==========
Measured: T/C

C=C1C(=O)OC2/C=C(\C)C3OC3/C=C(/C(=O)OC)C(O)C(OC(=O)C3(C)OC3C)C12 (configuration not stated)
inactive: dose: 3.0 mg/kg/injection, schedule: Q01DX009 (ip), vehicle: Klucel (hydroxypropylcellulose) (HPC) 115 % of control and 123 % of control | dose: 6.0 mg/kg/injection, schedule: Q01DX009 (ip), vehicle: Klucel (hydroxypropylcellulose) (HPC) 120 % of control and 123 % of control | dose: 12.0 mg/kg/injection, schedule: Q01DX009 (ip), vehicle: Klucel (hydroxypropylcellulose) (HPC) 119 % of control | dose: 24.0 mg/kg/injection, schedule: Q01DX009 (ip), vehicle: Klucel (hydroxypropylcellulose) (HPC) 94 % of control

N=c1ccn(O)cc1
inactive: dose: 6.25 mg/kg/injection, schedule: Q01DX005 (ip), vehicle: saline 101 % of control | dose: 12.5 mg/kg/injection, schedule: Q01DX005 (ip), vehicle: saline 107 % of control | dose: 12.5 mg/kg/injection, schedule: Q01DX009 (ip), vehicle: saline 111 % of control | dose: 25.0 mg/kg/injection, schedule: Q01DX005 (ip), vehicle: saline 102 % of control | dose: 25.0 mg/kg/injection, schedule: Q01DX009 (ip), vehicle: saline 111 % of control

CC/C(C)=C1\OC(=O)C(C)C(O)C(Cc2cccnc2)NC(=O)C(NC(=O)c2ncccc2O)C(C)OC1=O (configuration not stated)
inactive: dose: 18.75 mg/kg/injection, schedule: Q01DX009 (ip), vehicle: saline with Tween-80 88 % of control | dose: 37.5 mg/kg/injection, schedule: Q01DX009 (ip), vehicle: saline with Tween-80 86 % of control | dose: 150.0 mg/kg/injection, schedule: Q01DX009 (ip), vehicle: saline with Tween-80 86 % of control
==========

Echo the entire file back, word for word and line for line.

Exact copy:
Measured: T/C

C=C1C(=O)OC2/C=C(\C)C3OC3/C=C(/C(=O)OC)C(O)C(OC(=O)C3(C)OC3C)C12 (configuration not stated)
inactive: dose: 3.0 mg/kg/injection, schedule: Q01DX009 (ip), vehicle: Klucel (hydroxypropylcellulose) (HPC) 115 % of control and 123 % of control | dose: 6.0 mg/kg/injection, schedule: Q01DX009 (ip), vehicle: Klucel (hydroxypropylcellulose) (HPC) 120 % of control and 123 % of control | dose: 12.0 mg/kg/injection, schedule: Q01DX009 (ip), vehicle: Klucel (hydroxypropylcellulose) (HPC) 119 % of control | dose: 24.0 mg/kg/injection, schedule: Q01DX009 (ip), vehicle: Klucel (hydroxypropylcellulose) (HPC) 94 % of control

N=c1ccn(O)cc1
inactive: dose: 6.25 mg/kg/injection, schedule: Q01DX005 (ip), vehicle: saline 101 % of control | dose: 12.5 mg/kg/injection, schedule: Q01DX005 (ip), vehicle: saline 107 % of control | dose: 12.5 mg/kg/injection, schedule: Q01DX009 (ip), vehicle: saline 111 % of control | dose: 25.0 mg/kg/injection, schedule: Q01DX005 (ip), vehicle: saline 102 % of control | dose: 25.0 mg/kg/injection, schedule: Q01DX009 (ip), vehicle: saline 111 % of control

CC/C(C)=C1\OC(=O)C(C)C(O)C(Cc2cccnc2)NC(=O)C(NC(=O)c2ncccc2O)C(C)OC1=O (configuration not stated)
inactive: dose: 18.75 mg/kg/injection, schedule: Q01DX009 (ip), vehicle: saline with Tween-80 88 % of control | dose: 37.5 mg/kg/injection, schedule: Q01DX009 (ip), vehicle: saline with Tween-80 86 % of control | dose: 150.0 mg/kg/injection, schedule: Q01DX009 (ip), vehicle: saline with Tween-80 86 % of control